“Just wondering. You know I’m trying to watch my weight when we go on a
one-night-only basis. I don’t eat while I’m on duty. It messes with my
“No,” I said, thinking that it might be an elaborate attempt to get rid of
the woman and not actually have a physical problem. “It’s just that this is
the only night we’ve been to that hotel, and I’ve never set foot inside before
in my life.”
“Well, if they get you to go, they’ll be a goner,” she said.
I laughed and took a sip of my wine.
“Who do they work for?” Angie asked.
“I don’t know.”
“Let’s take a good look at the map and see if we can find out where we are.”
We turned the map around and went over the route through town. I knew we
were about to get lucky.
“It says we’re about five minutes from the hotel,” my coworker said.
“That’s right,” I said. “That’s the hotel.”
“There’s not a hotel there. Not in town.”
“They don’t have a lobby.”
“There must be a lobby somewhere,” she said. “Let’s find it.”
We turned and began to head back toward the station to see what hotel had a
“Hey!” I said. “That lobby is probably filled with people.”
“It is not,” she said. “Now, let’s get back to the map.”
We found the hotel two blocks away, and walked into the lobby. There were
six clerks working there at a time, and there was a line of people waiting
to get service.
“What’s going on here?” I asked. “We need to get to a phone.”
“No phones,” our coworker replied. “They’re doing a switch-over in a few
minutes. They’re gonna shut the phone service down for security.”
“That’s impossible. No phones.”
“It’s only for a few days,” she said. “Then it’s back up.”
I walked up to the counter. There was a man behind the counter. He had a
bad haircut and was wearing a bright orange sweater.
“Is there a phone available?” I asked.
“Yes,” he said. “There’s a phone right there.”
I looked to see what kind of phone it was, and that’s when my feet began to
walk on their own.
“Excuse me,” I said.
“What’s your problem?” the man said.
“I need a phone to get inside this hotel and get into the security room,”
“Okay!” he said. “I’ll get you into the security room. Just wait in the lobby.”
I thanked him and headed into the lobby to wait the next few minutes. The
line moved quickly, and in about fifteen minutes the security man took over
the switch. As soon as our coworker was in the lobby, I headed to the
doorway and waited for the next customer.
“Wow, this hotel has got to have a lobby,” I said, looking over the crowd.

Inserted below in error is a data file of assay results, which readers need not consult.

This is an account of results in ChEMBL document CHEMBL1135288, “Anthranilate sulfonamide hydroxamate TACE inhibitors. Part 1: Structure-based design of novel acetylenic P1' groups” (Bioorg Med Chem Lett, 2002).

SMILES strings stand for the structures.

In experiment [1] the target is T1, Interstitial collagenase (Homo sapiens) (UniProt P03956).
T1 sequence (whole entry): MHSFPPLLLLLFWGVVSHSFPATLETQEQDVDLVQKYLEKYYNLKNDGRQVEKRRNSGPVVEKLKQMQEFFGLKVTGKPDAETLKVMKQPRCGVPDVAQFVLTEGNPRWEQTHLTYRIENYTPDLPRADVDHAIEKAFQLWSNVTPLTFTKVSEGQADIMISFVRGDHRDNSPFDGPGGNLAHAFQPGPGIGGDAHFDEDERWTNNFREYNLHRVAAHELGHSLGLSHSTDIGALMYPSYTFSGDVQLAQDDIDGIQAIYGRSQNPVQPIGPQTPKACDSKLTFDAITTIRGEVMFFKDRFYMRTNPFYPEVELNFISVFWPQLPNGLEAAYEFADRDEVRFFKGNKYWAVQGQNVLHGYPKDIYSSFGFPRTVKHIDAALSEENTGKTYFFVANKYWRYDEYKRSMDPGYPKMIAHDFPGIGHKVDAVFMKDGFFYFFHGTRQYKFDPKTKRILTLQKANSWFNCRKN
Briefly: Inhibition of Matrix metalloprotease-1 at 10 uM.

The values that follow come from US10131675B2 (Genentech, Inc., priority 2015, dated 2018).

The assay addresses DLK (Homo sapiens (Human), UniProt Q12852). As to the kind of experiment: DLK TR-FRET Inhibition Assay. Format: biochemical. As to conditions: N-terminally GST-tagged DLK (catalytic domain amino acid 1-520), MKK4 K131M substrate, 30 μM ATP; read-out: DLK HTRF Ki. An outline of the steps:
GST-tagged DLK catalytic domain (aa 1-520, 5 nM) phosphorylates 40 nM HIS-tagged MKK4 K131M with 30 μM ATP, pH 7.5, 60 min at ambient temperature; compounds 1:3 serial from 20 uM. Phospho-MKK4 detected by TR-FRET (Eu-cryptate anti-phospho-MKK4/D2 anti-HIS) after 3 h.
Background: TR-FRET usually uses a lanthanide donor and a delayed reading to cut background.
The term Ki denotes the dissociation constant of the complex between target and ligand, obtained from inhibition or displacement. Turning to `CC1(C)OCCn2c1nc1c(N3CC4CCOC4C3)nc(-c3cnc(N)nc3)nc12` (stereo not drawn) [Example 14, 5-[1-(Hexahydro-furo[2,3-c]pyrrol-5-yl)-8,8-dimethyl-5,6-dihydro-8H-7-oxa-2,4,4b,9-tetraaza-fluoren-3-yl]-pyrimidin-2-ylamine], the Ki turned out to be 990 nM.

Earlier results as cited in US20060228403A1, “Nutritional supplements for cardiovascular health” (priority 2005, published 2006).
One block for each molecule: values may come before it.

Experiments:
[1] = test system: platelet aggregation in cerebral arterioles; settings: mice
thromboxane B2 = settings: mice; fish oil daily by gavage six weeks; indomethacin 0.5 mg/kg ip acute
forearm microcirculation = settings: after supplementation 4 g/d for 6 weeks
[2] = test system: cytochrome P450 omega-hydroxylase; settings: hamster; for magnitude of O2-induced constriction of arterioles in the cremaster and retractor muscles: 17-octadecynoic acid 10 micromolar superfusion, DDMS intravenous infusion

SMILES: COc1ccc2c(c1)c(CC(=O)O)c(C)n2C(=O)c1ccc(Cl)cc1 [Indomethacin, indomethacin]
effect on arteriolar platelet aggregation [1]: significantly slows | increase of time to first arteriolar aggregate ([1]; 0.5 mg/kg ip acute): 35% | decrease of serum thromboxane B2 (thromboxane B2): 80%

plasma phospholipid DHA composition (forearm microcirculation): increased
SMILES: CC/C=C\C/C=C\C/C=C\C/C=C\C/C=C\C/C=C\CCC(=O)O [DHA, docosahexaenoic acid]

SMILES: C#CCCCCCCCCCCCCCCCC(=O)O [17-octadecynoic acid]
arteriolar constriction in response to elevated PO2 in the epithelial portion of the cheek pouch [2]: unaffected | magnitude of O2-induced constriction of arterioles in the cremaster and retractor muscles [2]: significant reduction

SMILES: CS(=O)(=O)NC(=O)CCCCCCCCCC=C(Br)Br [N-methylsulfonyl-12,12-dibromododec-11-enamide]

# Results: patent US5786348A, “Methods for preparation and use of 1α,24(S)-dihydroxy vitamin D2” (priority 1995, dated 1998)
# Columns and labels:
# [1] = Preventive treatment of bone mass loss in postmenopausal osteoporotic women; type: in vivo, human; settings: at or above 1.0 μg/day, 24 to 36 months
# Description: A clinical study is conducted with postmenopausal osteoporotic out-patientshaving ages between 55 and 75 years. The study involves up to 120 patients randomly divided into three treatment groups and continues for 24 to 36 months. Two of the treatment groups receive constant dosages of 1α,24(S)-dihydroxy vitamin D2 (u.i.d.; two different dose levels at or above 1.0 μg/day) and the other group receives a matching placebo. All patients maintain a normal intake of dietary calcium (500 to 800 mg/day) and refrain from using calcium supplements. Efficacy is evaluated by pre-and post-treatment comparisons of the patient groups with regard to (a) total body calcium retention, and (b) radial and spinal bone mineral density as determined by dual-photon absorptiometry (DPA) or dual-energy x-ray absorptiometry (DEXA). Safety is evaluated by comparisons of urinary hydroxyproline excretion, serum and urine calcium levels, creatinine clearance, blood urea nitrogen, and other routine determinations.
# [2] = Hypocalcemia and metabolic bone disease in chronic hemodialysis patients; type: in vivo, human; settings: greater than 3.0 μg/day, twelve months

“Yep,” Angie replied. “This was their first night staying here.”
A man in his seventies walked up to the counter.
“Do you have a phone?” he asked.
“Yeah,” the man with a bad haircut said. “But I don’t have what you’re looking
for right now.”
“You’ve got a phone in the lobby.”
“Can I get some coffee?” the man asked.
I handed the man our card. He began to write the number for the hotel on a
sticky note, and I took the pen from him. He put the note on the glass and
tapped the glass.
I handed the note to Angie and looked at her for confirmation. She nodded.
“This is bullshit,” I said.
“You just have to keep your head down and hope it turns up,” she said.
“But I’ll still have to eat the rest of my lunch anyway.”
“That’s a good thing, because we’re out of food.” She looked over to the
man with the bad haircut. He had a thick mustache and was wearing a pink
paint-streaked T-shirt with a cartoon on it resembling Little Bo Peep.
“I’m not supposed to give you food,” he said. “This is a two-man operation,
ladies. You eat first and then go out to the cars. If you don’t come back,
they’ll go out and search for you.”
I smiled as we ate our sandwiches.
“So you’re an assassin?” the customer asked.
“No,” I said, embarrassed. “I work for a law firm,” I answered. “I work
for a firm that deals in cases like yours.”
“I bet it’s the same lawyer,” the man said. “I see him occasionally. He
comes in here sometimes.”
“I can’t believe you’re serious,” I said. “It’s a law firm. You don’t need
a lawyer to represent you. You don’t need to get a lawyer. You just need to
find out who to sue with money. So if you’ve got money, you sue whomever you
“I know, but you have to use a lawyer if you want money to pay his
fees,” the man said. “That’s the law.”
“I’ll take your word for it,” I said.
“What are your credentials?”
“You can just come with me and sign a few things,” I said. “Then you can pay me.”